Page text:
Original German WWII Camouflage M42 Helmet - hkp 66
Original Item: One-of-a-kind. This example of a German Army (Heer) M42 helmet retains original camouflage paint. All three original liner retaining pins are intact. The interior of the helmet still has the original M31 leather liner with all eight of its fingers intact. The liner is in very good supple condition. The original chinstrap is present and in good complete condition.
The reverse, interior, neck guard apron is serial number stamped, 3554 and bears a stamped manufacturer's code and size. The shell is stamped hkp 66 indicating that Sächsische Emaillier und Stanzwerke A.G. of Germany manufactured it. Size 66 is a nice large size that can accommodate liners from 58cm to 60cm or US 7 1/4 to 7 1/2. Size 66 shells are much harder to find and are therefore more valuable to a collector.
The helmet still has its correct M31 liner with all 8 of its fingers intact. The liner still has its original leather size adjustment string, and while somewhat dry, does not have any major tears. There is discoloration from wear and age. The liner band is the aluminum type seen on later war helmets.
Overall a very nice totally correct 100% genuine Army helmet with genuine period camouflage paint!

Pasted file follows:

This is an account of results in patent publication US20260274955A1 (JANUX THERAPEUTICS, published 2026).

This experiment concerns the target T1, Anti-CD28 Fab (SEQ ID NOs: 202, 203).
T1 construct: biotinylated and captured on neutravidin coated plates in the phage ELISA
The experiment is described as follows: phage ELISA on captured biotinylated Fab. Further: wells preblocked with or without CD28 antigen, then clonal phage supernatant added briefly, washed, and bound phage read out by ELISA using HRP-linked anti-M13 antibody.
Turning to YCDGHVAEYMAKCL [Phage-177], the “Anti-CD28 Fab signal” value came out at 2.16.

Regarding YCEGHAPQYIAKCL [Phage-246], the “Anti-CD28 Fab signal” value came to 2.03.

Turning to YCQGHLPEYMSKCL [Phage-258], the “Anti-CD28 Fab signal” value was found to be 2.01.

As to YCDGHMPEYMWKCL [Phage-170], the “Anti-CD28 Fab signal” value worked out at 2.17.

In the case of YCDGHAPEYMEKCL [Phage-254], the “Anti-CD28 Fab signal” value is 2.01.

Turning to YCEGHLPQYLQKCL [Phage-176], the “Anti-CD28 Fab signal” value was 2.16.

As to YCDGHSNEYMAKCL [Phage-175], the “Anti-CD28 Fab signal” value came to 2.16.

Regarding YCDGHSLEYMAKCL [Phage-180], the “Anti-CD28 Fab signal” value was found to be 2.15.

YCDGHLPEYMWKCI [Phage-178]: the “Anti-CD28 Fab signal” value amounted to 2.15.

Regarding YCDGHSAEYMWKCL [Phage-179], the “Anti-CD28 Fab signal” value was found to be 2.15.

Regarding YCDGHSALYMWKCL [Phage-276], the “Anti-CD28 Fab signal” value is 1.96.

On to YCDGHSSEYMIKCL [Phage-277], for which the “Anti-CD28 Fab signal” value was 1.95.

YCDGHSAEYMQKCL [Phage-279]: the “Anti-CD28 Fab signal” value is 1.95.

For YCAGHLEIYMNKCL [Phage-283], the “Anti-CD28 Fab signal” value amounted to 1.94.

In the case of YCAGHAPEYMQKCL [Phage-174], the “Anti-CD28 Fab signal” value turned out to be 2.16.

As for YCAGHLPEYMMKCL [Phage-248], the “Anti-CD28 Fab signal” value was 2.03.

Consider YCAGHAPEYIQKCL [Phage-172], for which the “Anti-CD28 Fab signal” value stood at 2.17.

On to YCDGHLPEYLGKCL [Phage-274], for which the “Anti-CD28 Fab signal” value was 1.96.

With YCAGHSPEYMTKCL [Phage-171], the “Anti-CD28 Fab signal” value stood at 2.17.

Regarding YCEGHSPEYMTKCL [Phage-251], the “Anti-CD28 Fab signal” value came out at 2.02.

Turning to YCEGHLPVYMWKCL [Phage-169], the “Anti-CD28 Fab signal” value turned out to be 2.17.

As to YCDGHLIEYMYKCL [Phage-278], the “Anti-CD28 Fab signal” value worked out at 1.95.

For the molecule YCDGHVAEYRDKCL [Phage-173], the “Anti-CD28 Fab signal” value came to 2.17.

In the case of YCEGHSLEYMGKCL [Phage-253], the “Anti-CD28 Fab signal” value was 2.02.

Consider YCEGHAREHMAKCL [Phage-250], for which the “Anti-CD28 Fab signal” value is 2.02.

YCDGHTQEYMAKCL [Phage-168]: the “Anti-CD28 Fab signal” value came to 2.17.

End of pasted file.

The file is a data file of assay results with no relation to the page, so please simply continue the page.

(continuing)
The first "modern" steel helmets were introduced by the French army in early 1915 and were shortly followed by the British army later that year. With plans on the drawing board, experimental helmets in the field, ("Gaede" helmet), and some captured French and British helmets the German army began tests for their own steel helmet at the Kummersdorf Proving Grounds in November, and in the field in December 1915. An acceptable pattern was developed and approved and production began at Eisen-und Hüttenwerke, AG Thale/Harz, (Iron and Foundry Works), in the spring of 1916.
These first modern M16 helmets evolved into the M18 helmets by the end of WWI. The M16 and M18 helmets remained in usage through-out the Weimar Reichswehr, (National Defence Force, Circa 1919-1933), era and on into the early years of the Third Reich until the development of the smaller, lighter M35 style helmet in June 1935.
In an effort to reduced construction time and labor costs minor modifications were introduced in March 1940 resulting in the M40 helmet. Further construction modifications were undertaken in August 1942 resulting in the M42 helmet.
The Luftwaffe pattern national eagle was originally introduced for wear by Fliegerschaft, (Pilot Base), personnel of the DLV, Deutscher Luftsportsverband, (German Air Sports Association), the clandestine, civilian, forerunner of the Luftwaffe on August 18TH 1934, and adopted for wear by the Luftwaffe on March 1ST 1935 along with the national tri-color shield for wear on the helmet.
The first pattern national eagle was utilized until a modified second pattern eagle was introduced in late 1936 or early 1937. Regulations of June 12TH 1940 discontinued the use of the national tri-color decal and further regulations of August 28TH 1943 abolished the national eagle decal and dictated that it was also to be removed from all helmets although the directives were not completely adhered to.
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